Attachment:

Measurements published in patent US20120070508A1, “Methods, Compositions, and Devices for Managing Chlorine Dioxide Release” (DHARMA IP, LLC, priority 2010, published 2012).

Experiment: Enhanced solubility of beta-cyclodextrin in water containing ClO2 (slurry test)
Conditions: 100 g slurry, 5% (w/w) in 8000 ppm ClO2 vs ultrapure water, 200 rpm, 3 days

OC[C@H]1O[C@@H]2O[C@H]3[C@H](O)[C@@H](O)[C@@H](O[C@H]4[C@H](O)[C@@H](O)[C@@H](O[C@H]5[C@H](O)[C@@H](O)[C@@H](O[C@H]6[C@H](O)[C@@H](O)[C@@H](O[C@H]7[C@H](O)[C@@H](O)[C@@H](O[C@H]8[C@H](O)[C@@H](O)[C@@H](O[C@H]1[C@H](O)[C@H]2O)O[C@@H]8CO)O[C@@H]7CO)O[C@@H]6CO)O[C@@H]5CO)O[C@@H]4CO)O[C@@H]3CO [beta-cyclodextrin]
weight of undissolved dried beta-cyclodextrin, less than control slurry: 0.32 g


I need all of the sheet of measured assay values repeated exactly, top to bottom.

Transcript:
Measurements published in patent US20120070508A1, “Methods, Compositions, and Devices for Managing Chlorine Dioxide Release” (DHARMA IP, LLC, priority 2010, published 2012).

Experiment: Enhanced solubility of beta-cyclodextrin in water containing ClO2 (slurry test)
Conditions: 100 g slurry, 5% (w/w) in 8000 ppm ClO2 vs ultrapure water, 200 rpm, 3 days

OC[C@H]1O[C@@H]2O[C@H]3[C@H](O)[C@@H](O)[C@@H](O[C@H]4[C@H](O)[C@@H](O)[C@@H](O[C@H]5[C@H](O)[C@@H](O)[C@@H](O[C@H]6[C@H](O)[C@@H](O)[C@@H](O[C@H]7[C@H](O)[C@@H](O)[C@@H](O[C@H]8[C@H](O)[C@@H](O)[C@@H](O[C@H]1[C@H](O)[C@H]2O)O[C@@H]8CO)O[C@@H]7CO)O[C@@H]6CO)O[C@@H]5CO)O[C@@H]4CO)O[C@@H]3CO [beta-cyclodextrin]
weight of undissolved dried beta-cyclodextrin, less than control slurry: 0.32 g